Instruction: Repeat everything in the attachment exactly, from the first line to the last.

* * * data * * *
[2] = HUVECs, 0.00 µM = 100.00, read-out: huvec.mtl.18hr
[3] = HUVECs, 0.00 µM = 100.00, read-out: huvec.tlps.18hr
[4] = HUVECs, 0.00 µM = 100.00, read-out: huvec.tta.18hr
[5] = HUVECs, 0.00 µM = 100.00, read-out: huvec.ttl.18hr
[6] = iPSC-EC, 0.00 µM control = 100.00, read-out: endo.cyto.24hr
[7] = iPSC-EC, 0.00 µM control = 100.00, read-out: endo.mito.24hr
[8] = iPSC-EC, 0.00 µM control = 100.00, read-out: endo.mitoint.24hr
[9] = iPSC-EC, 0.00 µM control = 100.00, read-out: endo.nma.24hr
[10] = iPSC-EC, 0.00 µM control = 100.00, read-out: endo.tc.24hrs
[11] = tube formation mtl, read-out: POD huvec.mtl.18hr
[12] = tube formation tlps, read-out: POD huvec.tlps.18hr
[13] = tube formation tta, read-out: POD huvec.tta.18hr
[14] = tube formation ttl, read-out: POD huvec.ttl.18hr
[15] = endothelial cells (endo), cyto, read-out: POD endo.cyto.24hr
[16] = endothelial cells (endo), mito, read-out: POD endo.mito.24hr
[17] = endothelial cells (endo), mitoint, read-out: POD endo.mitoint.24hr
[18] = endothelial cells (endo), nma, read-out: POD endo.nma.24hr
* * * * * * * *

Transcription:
[2] = HUVECs, 0.00 µM = 100.00, read-out: huvec.mtl.18hr
[3] = HUVECs, 0.00 µM = 100.00, read-out: huvec.tlps.18hr
[4] = HUVECs, 0.00 µM = 100.00, read-out: huvec.tta.18hr
[5] = HUVECs, 0.00 µM = 100.00, read-out: huvec.ttl.18hr
[6] = iPSC-EC, 0.00 µM control = 100.00, read-out: endo.cyto.24hr
[7] = iPSC-EC, 0.00 µM control = 100.00, read-out: endo.mito.24hr
[8] = iPSC-EC, 0.00 µM control = 100.00, read-out: endo.mitoint.24hr
[9] = iPSC-EC, 0.00 µM control = 100.00, read-out: endo.nma.24hr
[10] = iPSC-EC, 0.00 µM control = 100.00, read-out: endo.tc.24hrs
[11] = tube formation mtl, read-out: POD huvec.mtl.18hr
[12] = tube formation tlps, read-out: POD huvec.tlps.18hr
[13] = tube formation tta, read-out: POD huvec.tta.18hr
[14] = tube formation ttl, read-out: POD huvec.ttl.18hr
[15] = endothelial cells (endo), cyto, read-out: POD endo.cyto.24hr
[16] = endothelial cells (endo), mito, read-out: POD endo.mito.24hr
[17] = endothelial cells (endo), mitoint, read-out: POD endo.mitoint.24hr
[18] = endothelial cells (endo), nma, read-out: POD endo.nma.24hr